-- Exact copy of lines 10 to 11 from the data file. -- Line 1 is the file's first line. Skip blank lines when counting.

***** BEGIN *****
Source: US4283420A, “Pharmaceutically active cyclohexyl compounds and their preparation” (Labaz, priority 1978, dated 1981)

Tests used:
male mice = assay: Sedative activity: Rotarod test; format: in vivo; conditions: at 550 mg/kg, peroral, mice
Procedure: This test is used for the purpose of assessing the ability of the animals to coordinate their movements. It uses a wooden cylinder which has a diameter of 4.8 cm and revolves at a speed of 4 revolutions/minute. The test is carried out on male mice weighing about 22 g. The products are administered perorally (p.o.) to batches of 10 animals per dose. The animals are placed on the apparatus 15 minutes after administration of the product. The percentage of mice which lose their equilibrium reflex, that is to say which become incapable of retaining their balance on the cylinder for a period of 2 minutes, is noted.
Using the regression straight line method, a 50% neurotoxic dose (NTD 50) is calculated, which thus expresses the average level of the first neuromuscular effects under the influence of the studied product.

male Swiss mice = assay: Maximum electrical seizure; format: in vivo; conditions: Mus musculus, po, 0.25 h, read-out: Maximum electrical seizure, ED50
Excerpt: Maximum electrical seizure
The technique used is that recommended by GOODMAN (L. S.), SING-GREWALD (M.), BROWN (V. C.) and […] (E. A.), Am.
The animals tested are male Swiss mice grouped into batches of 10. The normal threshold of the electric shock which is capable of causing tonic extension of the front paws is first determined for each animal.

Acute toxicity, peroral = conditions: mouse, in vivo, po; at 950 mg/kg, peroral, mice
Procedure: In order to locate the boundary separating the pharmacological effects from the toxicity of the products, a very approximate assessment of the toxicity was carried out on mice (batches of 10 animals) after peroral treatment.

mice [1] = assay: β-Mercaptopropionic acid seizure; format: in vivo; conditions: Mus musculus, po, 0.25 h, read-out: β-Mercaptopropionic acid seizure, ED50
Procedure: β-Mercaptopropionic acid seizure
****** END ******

Acute toxicity, peroral = conditions: mouse, in vivo, po; at 950 mg/kg, peroral, mice
Procedure: In order to locate the boundary separating the pharmacological effects from the toxicity of the products, a very approximate assessment of the toxicity was carried out on mice (batches of 10 animals) after peroral treatment.